Poet Rupi Kaur: 'Art Should Be Accessible To The Masses' Rupi Kaur came to Canada from India when she was four years old and didn't learn English well for years; she says her raw, minimalist poems are tailored for readers like her, with limited English.
NPR logo

Poet Rupi Kaur: 'Art Should Be Accessible To The Masses'

  • Download
  • <iframe src="https://www.npr.org/player/embed/554561078/556606177" width="100%" height="290" frameborder="0" scrolling="no" title="NPR embedded audio player">
  • Transcript
Poet Rupi Kaur: 'Art Should Be Accessible To The Masses'

Poet Rupi Kaur: 'Art Should Be Accessible To The Masses'

  • Download
  • <iframe src="https://www.npr.org/player/embed/554561078/556606177" width="100%" height="290" frameborder="0" scrolling="no" title="NPR embedded audio player">
  • Transcript

DAVID GREENE, HOST:

Rupi Kaur has been called the pop star of poetry. She's 24 years old. And she's famous for these raw, minimalist poems she posts on Instagram to more than a million and a half followers. Social media and poetry, though, don't always seem to go together. And she's aware of critics who complain that her work sacrifices depth in favor of reaching a wide internet audience.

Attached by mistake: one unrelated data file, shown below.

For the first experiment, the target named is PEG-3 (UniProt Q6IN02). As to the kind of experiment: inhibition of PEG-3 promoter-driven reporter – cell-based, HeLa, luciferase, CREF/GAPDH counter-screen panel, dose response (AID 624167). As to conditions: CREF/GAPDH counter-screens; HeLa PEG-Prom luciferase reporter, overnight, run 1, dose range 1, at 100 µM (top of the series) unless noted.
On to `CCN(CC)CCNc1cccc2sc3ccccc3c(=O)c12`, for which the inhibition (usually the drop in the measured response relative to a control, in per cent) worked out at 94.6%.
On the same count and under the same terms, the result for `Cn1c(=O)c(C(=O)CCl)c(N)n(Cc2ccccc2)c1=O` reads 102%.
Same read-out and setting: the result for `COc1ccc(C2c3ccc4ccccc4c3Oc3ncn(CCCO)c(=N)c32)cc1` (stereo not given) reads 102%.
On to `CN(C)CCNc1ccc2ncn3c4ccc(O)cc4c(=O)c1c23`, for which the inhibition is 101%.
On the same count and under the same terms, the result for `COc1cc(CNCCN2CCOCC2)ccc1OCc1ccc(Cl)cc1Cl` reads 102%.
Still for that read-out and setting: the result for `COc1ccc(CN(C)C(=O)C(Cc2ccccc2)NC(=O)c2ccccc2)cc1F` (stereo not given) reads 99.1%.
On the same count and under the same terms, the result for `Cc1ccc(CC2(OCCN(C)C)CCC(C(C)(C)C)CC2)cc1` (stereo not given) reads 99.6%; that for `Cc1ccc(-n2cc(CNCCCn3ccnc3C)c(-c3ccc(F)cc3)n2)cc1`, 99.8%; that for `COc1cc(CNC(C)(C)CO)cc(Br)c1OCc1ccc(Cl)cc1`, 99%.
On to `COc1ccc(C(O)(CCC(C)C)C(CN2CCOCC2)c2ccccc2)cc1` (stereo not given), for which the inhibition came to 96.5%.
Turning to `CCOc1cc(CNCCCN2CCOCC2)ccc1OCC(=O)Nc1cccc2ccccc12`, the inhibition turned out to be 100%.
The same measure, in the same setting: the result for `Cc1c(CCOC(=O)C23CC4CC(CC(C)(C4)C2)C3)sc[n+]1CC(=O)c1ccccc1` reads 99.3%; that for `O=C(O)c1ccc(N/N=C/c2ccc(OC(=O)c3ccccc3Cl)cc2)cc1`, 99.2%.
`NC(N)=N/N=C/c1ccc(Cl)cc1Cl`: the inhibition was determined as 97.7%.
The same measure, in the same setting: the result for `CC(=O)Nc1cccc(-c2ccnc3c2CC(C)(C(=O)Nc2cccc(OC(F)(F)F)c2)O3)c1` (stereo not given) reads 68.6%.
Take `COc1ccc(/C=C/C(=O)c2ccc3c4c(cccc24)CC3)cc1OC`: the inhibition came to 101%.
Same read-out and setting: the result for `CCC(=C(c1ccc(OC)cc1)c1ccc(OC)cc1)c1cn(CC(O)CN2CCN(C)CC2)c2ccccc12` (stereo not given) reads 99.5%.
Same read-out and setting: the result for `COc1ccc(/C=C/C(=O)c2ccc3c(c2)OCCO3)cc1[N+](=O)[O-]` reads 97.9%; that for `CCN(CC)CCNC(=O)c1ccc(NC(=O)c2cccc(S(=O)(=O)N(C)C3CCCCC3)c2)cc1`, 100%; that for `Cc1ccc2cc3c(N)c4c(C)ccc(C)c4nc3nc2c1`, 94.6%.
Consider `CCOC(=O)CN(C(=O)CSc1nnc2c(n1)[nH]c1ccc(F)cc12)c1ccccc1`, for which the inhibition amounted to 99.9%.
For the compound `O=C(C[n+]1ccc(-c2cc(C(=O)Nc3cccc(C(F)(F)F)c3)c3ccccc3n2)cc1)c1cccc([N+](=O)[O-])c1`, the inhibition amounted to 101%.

RUPI KAUR: I think the issue is because we have a form of art that is highly, highly traditional - meaning poetry. And then you have this other thing, which is new and quite nontraditional, which is, of course, social media. And so the gatekeepers of these two things are kind of confused at this moment.

GREENE: Rupi Kaur's debut book of poetry, "Milk And Honey," has stayed on The New York Times best-seller list almost a year and a half, selling well over a million copies. And now she's out with her second collection called "The Sun And Her Flowers." Kaur and her family emigrated from Punjab in northern India to suburban Toronto when she was 4 years old. And she's been writing poetry since childhood. She spoke to our co-host Rachel Martin.